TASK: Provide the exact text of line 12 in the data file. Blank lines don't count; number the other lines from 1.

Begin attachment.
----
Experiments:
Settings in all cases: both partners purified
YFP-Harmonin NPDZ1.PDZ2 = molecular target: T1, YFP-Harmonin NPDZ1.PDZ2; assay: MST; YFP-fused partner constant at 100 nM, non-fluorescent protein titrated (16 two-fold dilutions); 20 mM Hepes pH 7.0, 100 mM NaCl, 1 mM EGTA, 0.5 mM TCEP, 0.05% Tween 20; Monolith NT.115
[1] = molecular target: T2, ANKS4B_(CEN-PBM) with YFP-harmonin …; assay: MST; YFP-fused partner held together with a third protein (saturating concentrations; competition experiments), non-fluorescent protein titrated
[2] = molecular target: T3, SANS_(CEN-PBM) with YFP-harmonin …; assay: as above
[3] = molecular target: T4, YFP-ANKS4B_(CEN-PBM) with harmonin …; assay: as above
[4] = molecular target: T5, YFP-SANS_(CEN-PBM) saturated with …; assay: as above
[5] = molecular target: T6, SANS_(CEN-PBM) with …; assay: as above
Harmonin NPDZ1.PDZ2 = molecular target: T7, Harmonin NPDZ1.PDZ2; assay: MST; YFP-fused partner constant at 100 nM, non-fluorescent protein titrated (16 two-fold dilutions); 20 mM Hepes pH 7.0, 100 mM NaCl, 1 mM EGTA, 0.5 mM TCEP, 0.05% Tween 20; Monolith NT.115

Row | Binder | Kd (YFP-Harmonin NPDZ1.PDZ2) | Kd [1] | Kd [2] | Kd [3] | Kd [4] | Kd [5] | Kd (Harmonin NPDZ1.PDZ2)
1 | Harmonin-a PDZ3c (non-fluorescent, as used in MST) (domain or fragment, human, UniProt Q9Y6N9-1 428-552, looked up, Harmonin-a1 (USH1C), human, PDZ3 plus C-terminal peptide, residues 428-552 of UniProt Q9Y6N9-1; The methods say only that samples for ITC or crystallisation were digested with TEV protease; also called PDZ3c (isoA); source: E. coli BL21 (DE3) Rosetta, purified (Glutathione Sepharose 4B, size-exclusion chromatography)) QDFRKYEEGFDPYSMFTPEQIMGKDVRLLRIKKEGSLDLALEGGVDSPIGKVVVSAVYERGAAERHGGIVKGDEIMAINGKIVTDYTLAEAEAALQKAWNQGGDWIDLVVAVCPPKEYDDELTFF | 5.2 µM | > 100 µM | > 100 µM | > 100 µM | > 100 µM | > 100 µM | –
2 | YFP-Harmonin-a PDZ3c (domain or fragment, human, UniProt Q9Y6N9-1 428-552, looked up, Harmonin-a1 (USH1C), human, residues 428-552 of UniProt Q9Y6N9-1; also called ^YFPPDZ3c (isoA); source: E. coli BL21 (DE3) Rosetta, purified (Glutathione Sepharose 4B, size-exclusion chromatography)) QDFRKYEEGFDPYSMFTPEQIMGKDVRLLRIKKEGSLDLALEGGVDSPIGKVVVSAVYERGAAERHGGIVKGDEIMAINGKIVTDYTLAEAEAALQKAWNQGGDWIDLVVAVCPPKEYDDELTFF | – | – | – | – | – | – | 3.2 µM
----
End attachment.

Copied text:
2 | YFP-Harmonin-a PDZ3c (domain or fragment, human, UniProt Q9Y6N9-1 428-552, looked up, Harmonin-a1 (USH1C), human, residues 428-552 of UniProt Q9Y6N9-1; also called ^YFPPDZ3c (isoA); source: E. coli BL21 (DE3) Rosetta, purified (Glutathione Sepharose 4B, size-exclusion chromatography)) QDFRKYEEGFDPYSMFTPEQIMGKDVRLLRIKKEGSLDLALEGGVDSPIGKVVVSAVYERGAAERHGGIVKGDEIMAINGKIVTDYTLAEAEAALQKAWNQGGDWIDLVVAVCPPKEYDDELTFF | – | – | – | – | – | – | 3.2 µM